Please use this identifier to cite or link to this item:
|Title:||Linking site investigation efforts to final design savings with simplified reliability-based design methods|
Quantile value method (QVM)
|Citation:||Ching, J., Phoon, K.-K., Yu, J.-W. (2014). Linking site investigation efforts to final design savings with simplified reliability-based design methods. Journal of Geotechnical and Geoenvironmental Engineering 140 (3) : -. ScholarBank@NUS Repository. https://doi.org/10.1061/(ASCE)GT.1943-5606.0001049|
|Abstract:||This study aims to address how efforts spent in geotechnical site investigation can be linked in an objective and defensible way to the final design dimensions of a geotechnical structure.Apreviously developed pad foundation example is adopted for illustration. Three aspects of geotechnical information are addressed: a variety of in situ and laboratory tests, precision of the tests, and local experiences in the estimation of soil properties that permit reduction of transformation uncertainties between test indexes and design parameters. Four simplified reliabilitybased design methods based on partial factors and quantiles are calibrated for the pad foundation. Their performances in linking site investigation efforts to final design savings are studied. Among these methods, the quantile methods are found to be the most responsive to the availability of geotechnical information, whether in the form of site investigation efforts or local experiences. The quantile methods can fill a critical gap in current design practice, that is, to monetize the value of geotechnical information in the form of an increase/reduction of construction costs associated with changes in design dimensions in an objective and defensible way that can be communicated to nonengineers. © 2013 American Society of Civil Engineers.|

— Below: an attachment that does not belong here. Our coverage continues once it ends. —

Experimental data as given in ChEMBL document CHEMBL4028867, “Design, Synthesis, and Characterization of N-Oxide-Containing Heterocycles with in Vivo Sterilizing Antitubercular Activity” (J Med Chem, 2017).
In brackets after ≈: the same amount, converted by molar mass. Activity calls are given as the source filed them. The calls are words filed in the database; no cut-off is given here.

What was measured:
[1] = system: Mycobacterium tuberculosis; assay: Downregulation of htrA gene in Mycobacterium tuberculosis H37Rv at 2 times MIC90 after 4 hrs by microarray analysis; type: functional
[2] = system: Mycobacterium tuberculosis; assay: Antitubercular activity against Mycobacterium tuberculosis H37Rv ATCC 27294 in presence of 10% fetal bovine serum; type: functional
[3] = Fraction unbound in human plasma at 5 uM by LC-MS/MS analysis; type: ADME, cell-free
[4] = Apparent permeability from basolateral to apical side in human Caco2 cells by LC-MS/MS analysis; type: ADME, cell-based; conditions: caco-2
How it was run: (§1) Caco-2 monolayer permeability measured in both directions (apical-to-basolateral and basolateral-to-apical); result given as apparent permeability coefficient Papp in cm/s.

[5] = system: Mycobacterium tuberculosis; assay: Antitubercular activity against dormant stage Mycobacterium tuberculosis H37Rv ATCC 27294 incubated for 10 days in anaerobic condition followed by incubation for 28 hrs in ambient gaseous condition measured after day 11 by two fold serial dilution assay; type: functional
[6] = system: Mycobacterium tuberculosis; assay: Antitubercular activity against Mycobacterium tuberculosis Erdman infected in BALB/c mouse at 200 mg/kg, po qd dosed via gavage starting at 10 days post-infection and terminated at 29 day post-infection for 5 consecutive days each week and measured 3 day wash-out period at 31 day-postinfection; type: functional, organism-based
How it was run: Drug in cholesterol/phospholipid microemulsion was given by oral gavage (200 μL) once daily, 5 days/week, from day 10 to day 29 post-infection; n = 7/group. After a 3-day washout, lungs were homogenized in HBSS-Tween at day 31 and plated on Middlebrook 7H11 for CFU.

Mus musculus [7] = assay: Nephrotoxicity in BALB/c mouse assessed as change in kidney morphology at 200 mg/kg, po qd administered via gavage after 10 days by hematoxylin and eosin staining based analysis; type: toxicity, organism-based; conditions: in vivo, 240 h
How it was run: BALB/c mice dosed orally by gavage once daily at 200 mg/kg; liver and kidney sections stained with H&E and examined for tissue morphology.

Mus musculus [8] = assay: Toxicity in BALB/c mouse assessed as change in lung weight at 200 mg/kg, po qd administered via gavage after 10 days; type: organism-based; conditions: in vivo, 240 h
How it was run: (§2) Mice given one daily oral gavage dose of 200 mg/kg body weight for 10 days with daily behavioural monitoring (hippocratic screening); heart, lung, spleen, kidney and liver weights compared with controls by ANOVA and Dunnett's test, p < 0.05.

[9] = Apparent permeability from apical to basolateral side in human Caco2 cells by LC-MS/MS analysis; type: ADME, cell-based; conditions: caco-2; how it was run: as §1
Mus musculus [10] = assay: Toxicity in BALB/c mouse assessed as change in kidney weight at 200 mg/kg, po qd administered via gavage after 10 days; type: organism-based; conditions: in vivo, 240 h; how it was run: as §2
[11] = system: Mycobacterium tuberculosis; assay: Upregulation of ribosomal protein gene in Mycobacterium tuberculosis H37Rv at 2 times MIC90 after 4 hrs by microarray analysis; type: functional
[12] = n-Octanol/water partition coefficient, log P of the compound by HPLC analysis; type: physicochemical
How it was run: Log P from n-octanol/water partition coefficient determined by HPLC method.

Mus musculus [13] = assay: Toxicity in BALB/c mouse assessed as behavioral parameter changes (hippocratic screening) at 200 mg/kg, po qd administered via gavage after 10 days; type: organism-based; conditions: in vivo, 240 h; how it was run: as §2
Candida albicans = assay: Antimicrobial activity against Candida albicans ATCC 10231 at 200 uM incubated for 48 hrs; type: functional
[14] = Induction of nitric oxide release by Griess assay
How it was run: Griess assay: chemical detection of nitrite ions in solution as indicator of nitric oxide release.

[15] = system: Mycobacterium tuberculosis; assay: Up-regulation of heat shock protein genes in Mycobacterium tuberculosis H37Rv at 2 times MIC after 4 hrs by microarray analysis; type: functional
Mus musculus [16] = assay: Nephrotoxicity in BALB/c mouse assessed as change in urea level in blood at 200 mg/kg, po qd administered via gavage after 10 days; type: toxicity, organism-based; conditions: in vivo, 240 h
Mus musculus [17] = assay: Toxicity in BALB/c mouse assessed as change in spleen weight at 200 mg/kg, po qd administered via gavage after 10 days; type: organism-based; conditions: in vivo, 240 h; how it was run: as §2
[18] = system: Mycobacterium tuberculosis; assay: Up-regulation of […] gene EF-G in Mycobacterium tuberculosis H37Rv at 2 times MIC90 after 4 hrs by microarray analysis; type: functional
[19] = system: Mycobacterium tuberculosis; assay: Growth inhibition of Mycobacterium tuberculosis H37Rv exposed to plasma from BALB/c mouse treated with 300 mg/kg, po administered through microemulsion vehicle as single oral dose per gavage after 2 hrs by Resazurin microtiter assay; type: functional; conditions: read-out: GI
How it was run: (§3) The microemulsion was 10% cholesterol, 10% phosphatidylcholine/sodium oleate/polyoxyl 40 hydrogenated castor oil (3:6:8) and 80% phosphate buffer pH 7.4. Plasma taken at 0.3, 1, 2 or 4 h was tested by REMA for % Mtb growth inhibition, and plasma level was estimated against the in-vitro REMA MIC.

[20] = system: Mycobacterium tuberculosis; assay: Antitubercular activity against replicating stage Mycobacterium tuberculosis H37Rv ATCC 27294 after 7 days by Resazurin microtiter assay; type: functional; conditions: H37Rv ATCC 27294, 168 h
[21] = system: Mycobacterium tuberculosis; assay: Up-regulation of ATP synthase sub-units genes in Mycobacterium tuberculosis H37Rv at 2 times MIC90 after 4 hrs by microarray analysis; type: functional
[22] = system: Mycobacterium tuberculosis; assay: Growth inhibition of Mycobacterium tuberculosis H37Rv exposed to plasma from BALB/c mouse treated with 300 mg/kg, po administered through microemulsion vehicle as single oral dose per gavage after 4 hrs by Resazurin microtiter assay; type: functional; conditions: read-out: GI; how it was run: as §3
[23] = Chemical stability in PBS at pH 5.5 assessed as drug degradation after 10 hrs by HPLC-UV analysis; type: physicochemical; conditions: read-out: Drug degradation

|Source Title:||Journal of Geotechnical and Geoenvironmental Engineering|
|Appears in Collections:||Staff Publications|
Show full item record
Files in This Item:
There are no files associated with this item.
checked on Jul 14, 2018
WEB OF SCIENCETM
checked on Jun 18, 2018
checked on May 11, 2018
Items in DSpace are protected by copyright, with all rights reserved, unless otherwise indicated.